U.K. Mom of Epileptic Child Gets Cannabis Reprieve In Light of BrexitPosted by On


Hannah Deacon, mother of 9-year-old, severely epileptic Alfie Dingley, is one of the people that Brexit will impact most, as the country settles into the reality of leaving the European Union. Instead of cannabis oil imports from the Netherlands being ceased immediately, they will be able to continue for at least another six months. 

The Struggle To Access Life-Saving Medication

Originally from Warwickshire, England, Alfie relies specifically on the imported oil for his seizure condition, and it is not safe for him to switch to another product. While she only has until July 1 to rely on imports being delivered within the country’s borders, Deacon is relieved that she has at least bought a little more time to figure out next steps. 

According to the U.K. Department of Health, Deacon was promised that “a permanent solution” to her crisis was being looked for. In the meantime, she is simply being granted the reprieve. 

Alfie’s condition is serious, as he has a rare type of epilepsy that can cause as many as 150 seizures a week. Not much helped his condition, but then he tried a cannabis-based medicine from the Netherlands in 2017, and it was life-changing. His mother, overjoyed that she finally found something to help her son, petitioned the U.K. to allow import of the medicine.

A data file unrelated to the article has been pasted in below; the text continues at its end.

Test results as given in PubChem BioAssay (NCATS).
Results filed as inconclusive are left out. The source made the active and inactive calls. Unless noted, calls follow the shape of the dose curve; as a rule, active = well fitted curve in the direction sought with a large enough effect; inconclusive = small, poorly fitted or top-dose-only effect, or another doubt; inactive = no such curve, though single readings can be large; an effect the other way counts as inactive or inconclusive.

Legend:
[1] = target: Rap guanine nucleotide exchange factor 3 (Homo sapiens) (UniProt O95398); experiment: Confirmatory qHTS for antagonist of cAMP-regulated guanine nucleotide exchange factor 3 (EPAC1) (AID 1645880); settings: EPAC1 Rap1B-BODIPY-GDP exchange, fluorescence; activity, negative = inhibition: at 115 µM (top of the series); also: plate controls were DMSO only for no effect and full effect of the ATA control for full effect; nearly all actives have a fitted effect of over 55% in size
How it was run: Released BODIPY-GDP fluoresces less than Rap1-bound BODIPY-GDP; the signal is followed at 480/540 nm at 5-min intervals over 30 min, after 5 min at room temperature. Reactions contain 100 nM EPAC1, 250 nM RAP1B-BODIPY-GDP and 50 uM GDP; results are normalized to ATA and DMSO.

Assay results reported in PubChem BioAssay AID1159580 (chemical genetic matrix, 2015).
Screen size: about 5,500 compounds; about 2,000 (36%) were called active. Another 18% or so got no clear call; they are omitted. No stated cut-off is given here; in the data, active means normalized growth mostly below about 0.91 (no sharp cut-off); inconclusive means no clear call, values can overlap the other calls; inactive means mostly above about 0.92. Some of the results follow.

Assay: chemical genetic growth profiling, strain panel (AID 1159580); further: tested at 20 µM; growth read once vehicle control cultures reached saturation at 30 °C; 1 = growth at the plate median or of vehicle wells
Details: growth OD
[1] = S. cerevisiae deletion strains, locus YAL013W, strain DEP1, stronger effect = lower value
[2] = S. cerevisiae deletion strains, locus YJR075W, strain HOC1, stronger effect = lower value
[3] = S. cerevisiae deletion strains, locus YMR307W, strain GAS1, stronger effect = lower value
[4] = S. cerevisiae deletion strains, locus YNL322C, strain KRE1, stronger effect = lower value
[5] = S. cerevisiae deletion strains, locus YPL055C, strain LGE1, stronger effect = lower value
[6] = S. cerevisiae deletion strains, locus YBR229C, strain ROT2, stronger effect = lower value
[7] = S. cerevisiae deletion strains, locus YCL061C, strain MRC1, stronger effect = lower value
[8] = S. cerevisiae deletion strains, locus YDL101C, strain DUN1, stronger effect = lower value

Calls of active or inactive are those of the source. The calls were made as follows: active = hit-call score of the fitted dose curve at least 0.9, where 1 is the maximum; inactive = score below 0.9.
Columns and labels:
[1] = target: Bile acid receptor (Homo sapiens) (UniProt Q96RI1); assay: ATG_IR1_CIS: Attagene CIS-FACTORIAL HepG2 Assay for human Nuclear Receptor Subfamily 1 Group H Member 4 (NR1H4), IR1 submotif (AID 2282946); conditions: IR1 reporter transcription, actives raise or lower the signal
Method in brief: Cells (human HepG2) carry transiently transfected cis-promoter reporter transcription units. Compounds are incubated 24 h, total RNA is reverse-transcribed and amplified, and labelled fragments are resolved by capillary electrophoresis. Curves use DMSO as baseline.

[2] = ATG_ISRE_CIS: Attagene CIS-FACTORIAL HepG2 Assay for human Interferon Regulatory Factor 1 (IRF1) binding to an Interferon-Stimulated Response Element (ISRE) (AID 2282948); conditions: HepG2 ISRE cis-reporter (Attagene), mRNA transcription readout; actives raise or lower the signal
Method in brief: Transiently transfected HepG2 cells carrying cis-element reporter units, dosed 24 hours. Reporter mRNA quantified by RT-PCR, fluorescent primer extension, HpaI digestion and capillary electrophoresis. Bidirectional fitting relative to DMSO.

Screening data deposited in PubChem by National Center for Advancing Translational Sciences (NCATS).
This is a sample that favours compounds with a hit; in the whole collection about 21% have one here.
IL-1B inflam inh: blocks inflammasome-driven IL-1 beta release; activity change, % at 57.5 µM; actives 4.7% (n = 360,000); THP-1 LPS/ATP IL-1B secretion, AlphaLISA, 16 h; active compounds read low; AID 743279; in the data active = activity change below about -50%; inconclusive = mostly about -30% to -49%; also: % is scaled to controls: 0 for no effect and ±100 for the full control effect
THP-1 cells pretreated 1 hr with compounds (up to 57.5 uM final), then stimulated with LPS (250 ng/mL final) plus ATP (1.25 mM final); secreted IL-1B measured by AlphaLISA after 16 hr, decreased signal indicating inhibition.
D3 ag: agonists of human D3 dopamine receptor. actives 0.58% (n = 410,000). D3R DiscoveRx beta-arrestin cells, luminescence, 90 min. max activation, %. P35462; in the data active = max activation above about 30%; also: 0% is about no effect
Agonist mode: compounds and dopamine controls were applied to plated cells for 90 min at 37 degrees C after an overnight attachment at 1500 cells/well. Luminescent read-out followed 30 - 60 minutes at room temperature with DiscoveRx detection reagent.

Initially, Deacon’s problems were solved, and Alfie was doing better. Then,…

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Hannah Deacon, mother of 9-year-old, severely epileptic Alfie Dingley, is one of the people that Brexit will impact most, as the country settles into the reality of leaving the European Union. Instead of cannabis oil imports from the Netherlands being ceased immediately, they will be able to continue for at least another six months. 

The Struggle To Access Life-Saving Medication

Originally from Warwickshire, England, Alfie relies specifically on the imported oil for his seizure condition, and it is not safe for him to switch to another product. While she only has until July 1 to rely on imports being delivered within the country’s borders, Deacon is relieved that she has at least bought a little more time to figure out next steps. 

According to the U.K. Department of Health, Deacon was promised that “a permanent solution” to her crisis was being looked for. In the meantime, she is simply being granted the reprieve. 

Alfie’s condition is serious, as he has a rare type of epilepsy that can cause as many as 150 seizures a week. Not much helped his condition, but then he tried a cannabis-based medicine from the Netherlands in 2017, and it was life-changing. His mother, overjoyed that she finally found something to help her son, petitioned the U.K. to allow import of the medicine.

Initially, Deacon’s problems were solved, and Alfie was doing better. Then,…



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